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Different code behaviour in Unix & Windows

 
 
tech guru
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      04-18-2006
Robert Gamble wrote:
> tech guru wrote:
> > Hi Vladimir,
> >
> > > Did you check that all intermediate results don't overflow? E.g.:
> > >
> > > a = (b * c) / d;
> > >
> > > will still blow up in your face if `(b * c)` overflows, even if your
> > > algorithm guarantees that the final result will fit into `a`.

> >
> > In some places, I am doing like a += b. But I think the result would
> > still be fit into a. Moreover, I am getting wrong result even where I
> > am just finding minimum & maximum values by comparison.
> >
> > > The problem is most likely on line 42.

> > What is the logic behind it? Btw, line 42 is a blank line in my
> > program, followed by #define. If I ignore comments/blank lines, line 42
> > points to the definition of a member in a structure.

>


> The point is that most of us aren't mind readers


I was expecting a solution from the other half! (basically those who
would have encountered and solved similar problems).

> and if you don't
> provide any useful information about your problem we can't provide a
> very useful answer.


I guess main motive behind my post was to find out the POSSIBLE reasons
which could cause the problem (given that the same piece of code runs
fine on Windows).

> Your best bet is to reduce the problem to the
> smallest *compilable* program that demonstrates the issue


One way to debug, off course, is to reduce it to a smaller program
while another approach could be to put printf() statements. I was just
trying/hoping to avoid this lenghty debugging part.

> and post it
> along with your question. Make sure you indicate what is wrong and how
> it differs from your expectations.
>
> Robert Gamble


Generally, it is not too difficult to fix an issue once the exact
problem is understood.

 
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Keith Thompson
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      04-18-2006
"tech guru" <(E-Mail Removed)> writes:
> Also, the (wrong) big numbers are consistently 2147324616 or 2147321288
> which is just less than 2^31 (=214748364.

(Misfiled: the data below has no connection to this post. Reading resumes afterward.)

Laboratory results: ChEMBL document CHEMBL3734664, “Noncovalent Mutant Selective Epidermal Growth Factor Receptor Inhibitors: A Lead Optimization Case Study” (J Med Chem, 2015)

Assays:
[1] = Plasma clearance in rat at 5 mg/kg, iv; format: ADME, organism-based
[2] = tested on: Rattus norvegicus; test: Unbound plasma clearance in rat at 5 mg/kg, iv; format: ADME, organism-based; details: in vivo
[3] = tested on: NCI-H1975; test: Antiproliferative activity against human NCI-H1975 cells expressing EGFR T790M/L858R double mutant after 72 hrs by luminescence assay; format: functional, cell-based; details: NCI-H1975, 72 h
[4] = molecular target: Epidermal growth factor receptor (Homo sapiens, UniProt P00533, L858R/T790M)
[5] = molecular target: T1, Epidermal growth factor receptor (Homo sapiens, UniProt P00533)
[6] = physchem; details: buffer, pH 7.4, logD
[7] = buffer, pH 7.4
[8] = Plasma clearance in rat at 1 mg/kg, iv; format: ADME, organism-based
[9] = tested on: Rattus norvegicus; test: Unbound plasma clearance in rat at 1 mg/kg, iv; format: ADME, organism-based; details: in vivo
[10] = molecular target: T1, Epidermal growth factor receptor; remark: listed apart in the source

>
> If I compile like 'gcc3 -o objName sourceName.c', it complains about
> round() & sqrt() even if math.h is included. At the same time, even if
> I do not have math.h and compile using Makefile (with gcc3 only) it
> does not complain!
>
> Any idea?


<http://www.c-faq.com/fp/libm.html>

If you don't have a "#include <math.h>", you don't have declarations
for round() and sqrt(), and the compiler assumes that they're
functions returning int (at least in C90). I'd expect a warning
unless you mask it with a cast. With or without a cast, you're
invoking undefined behavior. Don't do that.

--
Keith Thompson (The_Other_Keith) http://www.velocityreviews.com/forums/(E-Mail Removed) <http://www.ghoti.net/~kst>
San Diego Supercomputer Center <*> <http://users.sdsc.edu/~kst>
We must do something. This is something. Therefore, we must do this.
 
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Robert Gamble
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      04-18-2006
tech guru wrote:
> Robert Gamble wrote:
> > tech guru wrote:
> > > Hi Vladimir,
> > >
> > > > Did you check that all intermediate results don't overflow? E.g.:
> > > >
> > > > a = (b * c) / d;
> > > >
> > > > will still blow up in your face if `(b * c)` overflows, even if your
> > > > algorithm guarantees that the final result will fit into `a`.
> > >
> > > In some places, I am doing like a += b. But I think the result would
> > > still be fit into a. Moreover, I am getting wrong result even where I
> > > am just finding minimum & maximum values by comparison.
> > >
> > > > The problem is most likely on line 42.
> > > What is the logic behind it? Btw, line 42 is a blank line in my
> > > program, followed by #define. If I ignore comments/blank lines, line 42
> > > points to the definition of a member in a structure.

> >

>
> > The point is that most of us aren't mind readers

>
> I was expecting a solution from the other half! (basically those who
> would have encountered and solved similar problems).
>
> > and if you don't
> > provide any useful information about your problem we can't provide a
> > very useful answer.

>
> I guess main motive behind my post was to find out the POSSIBLE reasons
> which could cause the problem (given that the same piece of code runs
> fine on Windows).


There are numerous reasons why you might be encountering the problem
you describe. Why would you waste our time and your time asking us to
try to enumerate every possible situation that might fit your vague
description when you could spend a few minutes to reduce your code,
post it here, and get a clear answer.

> > Your best bet is to reduce the problem to the
> > smallest *compilable* program that demonstrates the issue

>
> One way to debug, off course, is to reduce it to a smaller program
> while another approach could be to put printf() statements. I was just
> trying/hoping to avoid this lenghty debugging part.


Debugging comes with the job, if you can't be bothered to at least take
the steps neccessary to help us help you then you are wasting your time
here.

Robert Gamble